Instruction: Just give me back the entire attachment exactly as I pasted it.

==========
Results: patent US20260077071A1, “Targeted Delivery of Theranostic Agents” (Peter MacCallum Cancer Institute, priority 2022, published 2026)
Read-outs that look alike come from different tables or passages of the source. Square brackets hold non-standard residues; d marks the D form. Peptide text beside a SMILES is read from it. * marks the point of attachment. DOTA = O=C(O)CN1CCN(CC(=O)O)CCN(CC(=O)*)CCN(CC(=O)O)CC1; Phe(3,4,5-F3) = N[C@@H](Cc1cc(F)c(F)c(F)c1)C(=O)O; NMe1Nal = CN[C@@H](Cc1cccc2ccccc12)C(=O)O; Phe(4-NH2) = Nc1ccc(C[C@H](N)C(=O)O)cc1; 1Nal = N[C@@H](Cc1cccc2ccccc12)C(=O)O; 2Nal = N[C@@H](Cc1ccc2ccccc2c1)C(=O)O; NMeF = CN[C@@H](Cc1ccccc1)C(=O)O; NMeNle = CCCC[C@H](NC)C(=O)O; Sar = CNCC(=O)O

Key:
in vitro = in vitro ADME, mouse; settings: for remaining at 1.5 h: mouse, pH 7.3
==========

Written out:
Results: patent US20260077071A1, “Targeted Delivery of Theranostic Agents” (Peter MacCallum Cancer Institute, priority 2022, published 2026)
Read-outs that look alike come from different tables or passages of the source. Square brackets hold non-standard residues; d marks the D form. Peptide text beside a SMILES is read from it. * marks the point of attachment. DOTA = O=C(O)CN1CCN(CC(=O)O)CCN(CC(=O)*)CCN(CC(=O)O)CC1; Phe(3,4,5-F3) = N[C@@H](Cc1cc(F)c(F)c(F)c1)C(=O)O; NMe1Nal = CN[C@@H](Cc1cccc2ccccc12)C(=O)O; Phe(4-NH2) = Nc1ccc(C[C@H](N)C(=O)O)cc1; 1Nal = N[C@@H](Cc1cccc2ccccc12)C(=O)O; 2Nal = N[C@@H](Cc1ccc2ccccc2c1)C(=O)O; NMeF = CN[C@@H](Cc1ccccc1)C(=O)O; NMeNle = CCCC[C@H](NC)C(=O)O; Sar = CNCC(=O)O

Key:
in vitro = in vitro ADME, mouse; settings: for remaining at 1.5 h: mouse, pH 7.3